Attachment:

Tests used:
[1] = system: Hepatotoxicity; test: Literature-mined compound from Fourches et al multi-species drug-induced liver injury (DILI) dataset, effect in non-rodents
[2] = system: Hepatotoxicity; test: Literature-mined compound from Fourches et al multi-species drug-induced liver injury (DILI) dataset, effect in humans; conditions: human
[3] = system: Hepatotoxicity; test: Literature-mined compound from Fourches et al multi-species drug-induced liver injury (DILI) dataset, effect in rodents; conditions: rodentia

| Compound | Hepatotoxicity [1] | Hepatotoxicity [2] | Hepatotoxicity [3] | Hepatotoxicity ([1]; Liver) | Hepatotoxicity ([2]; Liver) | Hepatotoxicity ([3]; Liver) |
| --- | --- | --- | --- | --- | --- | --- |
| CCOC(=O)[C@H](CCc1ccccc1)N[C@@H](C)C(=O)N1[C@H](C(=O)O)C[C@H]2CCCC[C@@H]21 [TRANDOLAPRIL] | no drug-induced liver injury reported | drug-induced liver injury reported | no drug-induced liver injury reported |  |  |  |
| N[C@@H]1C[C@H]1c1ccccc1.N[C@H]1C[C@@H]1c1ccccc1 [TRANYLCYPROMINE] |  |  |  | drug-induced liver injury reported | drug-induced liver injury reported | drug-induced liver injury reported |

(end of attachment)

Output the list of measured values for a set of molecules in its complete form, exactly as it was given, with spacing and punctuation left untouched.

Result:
Tests used:
[1] = system: Hepatotoxicity; test: Literature-mined compound from Fourches et al multi-species drug-induced liver injury (DILI) dataset, effect in non-rodents
[2] = system: Hepatotoxicity; test: Literature-mined compound from Fourches et al multi-species drug-induced liver injury (DILI) dataset, effect in humans; conditions: human
[3] = system: Hepatotoxicity; test: Literature-mined compound from Fourches et al multi-species drug-induced liver injury (DILI) dataset, effect in rodents; conditions: rodentia

| Compound | Hepatotoxicity [1] | Hepatotoxicity [2] | Hepatotoxicity [3] | Hepatotoxicity ([1]; Liver) | Hepatotoxicity ([2]; Liver) | Hepatotoxicity ([3]; Liver) |
| --- | --- | --- | --- | --- | --- | --- |
| CCOC(=O)[C@H](CCc1ccccc1)N[C@@H](C)C(=O)N1[C@H](C(=O)O)C[C@H]2CCCC[C@@H]21 [TRANDOLAPRIL] | no drug-induced liver injury reported | drug-induced liver injury reported | no drug-induced liver injury reported |  |  |  |
| N[C@@H]1C[C@H]1c1ccccc1.N[C@H]1C[C@@H]1c1ccccc1 [TRANYLCYPROMINE] |  |  |  | drug-induced liver injury reported | drug-induced liver injury reported | drug-induced liver injury reported |